She was the pride of the German Navy and her sinking followed one of the most dramatic chases in modern naval history.
What was the Bismarck?
Bismarck was the first of two Bismarck-class battleships built for Nazi Germany in the lead-up to the Second World War.
The second Bismarck-class ship launched was the Tirpitz which was sunk by the RAF in November 1944.
Bismarck, named after Otto von Bismarck, Germany's first-ever chancellor, was arguably the most famous warship of World War Two.
Launched in 1939, the Bismarck was Germany's largest battleship and the most powerful in Europe.
Fast and armed with eight 15-inch guns, it was perhaps the most feared ship at sea.
How was the Bismarck sunk?
Bismarck was sunk by the Royal Navy in 1941.
It had been sailing with cruiser Prinz Eugen to target convoys and individual merchant ships crossing the Atlantic with vital supplies.
Their breakout was spotted by aerial reconnaissance and the two ships were intercepted by the Royal Navy in the Denmark Strait at first light on 24 May 1941.
After just 16 minutes of battle, Bismarck had blown up HMS Hood and the new battleship HMS Prince of Wales was badly damaged.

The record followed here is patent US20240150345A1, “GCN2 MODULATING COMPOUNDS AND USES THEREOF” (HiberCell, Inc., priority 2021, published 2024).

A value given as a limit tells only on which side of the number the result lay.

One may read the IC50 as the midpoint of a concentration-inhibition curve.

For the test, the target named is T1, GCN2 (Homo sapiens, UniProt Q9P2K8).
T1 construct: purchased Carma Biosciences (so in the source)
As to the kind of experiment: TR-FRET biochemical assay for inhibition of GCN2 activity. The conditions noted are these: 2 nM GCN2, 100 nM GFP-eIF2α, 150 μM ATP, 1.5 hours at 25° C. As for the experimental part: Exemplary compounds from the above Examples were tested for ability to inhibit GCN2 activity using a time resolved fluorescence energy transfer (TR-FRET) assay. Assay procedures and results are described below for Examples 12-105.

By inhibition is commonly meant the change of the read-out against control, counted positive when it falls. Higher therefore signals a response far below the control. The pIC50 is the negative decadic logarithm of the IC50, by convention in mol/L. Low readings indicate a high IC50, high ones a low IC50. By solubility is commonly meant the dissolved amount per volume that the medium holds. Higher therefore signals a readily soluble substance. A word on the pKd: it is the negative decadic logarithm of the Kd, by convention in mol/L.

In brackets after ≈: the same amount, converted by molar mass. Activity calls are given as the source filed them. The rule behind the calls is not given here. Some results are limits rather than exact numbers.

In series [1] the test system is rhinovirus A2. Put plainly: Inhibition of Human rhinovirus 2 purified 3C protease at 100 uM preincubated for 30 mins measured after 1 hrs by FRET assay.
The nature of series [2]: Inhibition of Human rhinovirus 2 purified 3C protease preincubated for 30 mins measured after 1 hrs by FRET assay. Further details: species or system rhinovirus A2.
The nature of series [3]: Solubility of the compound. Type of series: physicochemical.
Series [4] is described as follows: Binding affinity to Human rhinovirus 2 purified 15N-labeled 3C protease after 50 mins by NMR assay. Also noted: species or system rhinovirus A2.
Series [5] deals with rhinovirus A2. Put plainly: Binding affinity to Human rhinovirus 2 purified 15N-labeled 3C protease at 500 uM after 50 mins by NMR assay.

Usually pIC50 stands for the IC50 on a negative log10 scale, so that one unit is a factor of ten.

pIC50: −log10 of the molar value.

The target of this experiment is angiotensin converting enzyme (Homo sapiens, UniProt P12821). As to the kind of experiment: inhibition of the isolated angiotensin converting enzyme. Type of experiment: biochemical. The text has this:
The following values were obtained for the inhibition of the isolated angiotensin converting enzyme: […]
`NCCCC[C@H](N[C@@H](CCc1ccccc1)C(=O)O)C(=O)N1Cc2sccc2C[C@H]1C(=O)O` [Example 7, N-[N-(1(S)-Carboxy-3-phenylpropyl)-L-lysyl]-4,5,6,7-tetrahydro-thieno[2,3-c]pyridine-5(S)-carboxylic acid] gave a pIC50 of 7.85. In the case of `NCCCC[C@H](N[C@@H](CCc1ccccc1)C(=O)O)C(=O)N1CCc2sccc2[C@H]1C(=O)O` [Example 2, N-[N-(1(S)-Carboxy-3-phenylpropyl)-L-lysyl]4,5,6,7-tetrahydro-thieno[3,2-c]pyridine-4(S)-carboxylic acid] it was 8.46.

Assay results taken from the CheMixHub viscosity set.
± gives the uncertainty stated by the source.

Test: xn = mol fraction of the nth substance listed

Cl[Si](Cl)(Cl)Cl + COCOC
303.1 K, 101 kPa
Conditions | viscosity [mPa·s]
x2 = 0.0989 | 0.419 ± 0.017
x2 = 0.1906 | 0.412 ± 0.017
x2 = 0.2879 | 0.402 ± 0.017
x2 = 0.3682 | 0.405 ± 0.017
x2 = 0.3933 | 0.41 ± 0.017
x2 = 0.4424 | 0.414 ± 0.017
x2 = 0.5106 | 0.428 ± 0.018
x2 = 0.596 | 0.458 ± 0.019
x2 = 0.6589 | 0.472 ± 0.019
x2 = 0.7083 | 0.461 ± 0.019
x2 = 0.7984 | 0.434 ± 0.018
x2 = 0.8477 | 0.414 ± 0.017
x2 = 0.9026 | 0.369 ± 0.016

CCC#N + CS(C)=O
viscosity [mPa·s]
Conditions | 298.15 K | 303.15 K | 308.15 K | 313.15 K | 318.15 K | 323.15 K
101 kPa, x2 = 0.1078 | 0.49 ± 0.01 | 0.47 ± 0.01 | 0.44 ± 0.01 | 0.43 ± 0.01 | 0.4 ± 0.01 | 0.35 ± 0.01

All but three of HMS Hood's 1,418-strong crew were lost, making it the Royal Navy's single largest loss of life in the Second World War.
The encounter did sufficient damage to Bismarck that she aborted sailing further into the Atlantic and turned for safe harbour in occupied France.
To prevent this from happening, British Prime Minister Sir Winston Churchill issued the orders to 'sink the Bismarck'.
The following day, Swordfish aircraft from the Illustrious-class carrier HMS Victorious damaged Bismarck with a torpedo attack.
A final attempt to halt the battleship's progress was made at last light on 26 May when aircraft carrier HMS Ark Royal arrived within range to launch an air strike by 15 Swordfish torpedo bombers.
They scored two hits which jammed Bismarck's rudder, causing her to sail in circles.
The next morning, Royal Navy battleships bombarded the German battleship for two hours.
Of Bismarck's crew of more than 2,200, little over 100 were picked up.
Cover image: The Bismarck at sea in 1941 (Picture: Photo 12/Alamy Stock Photo).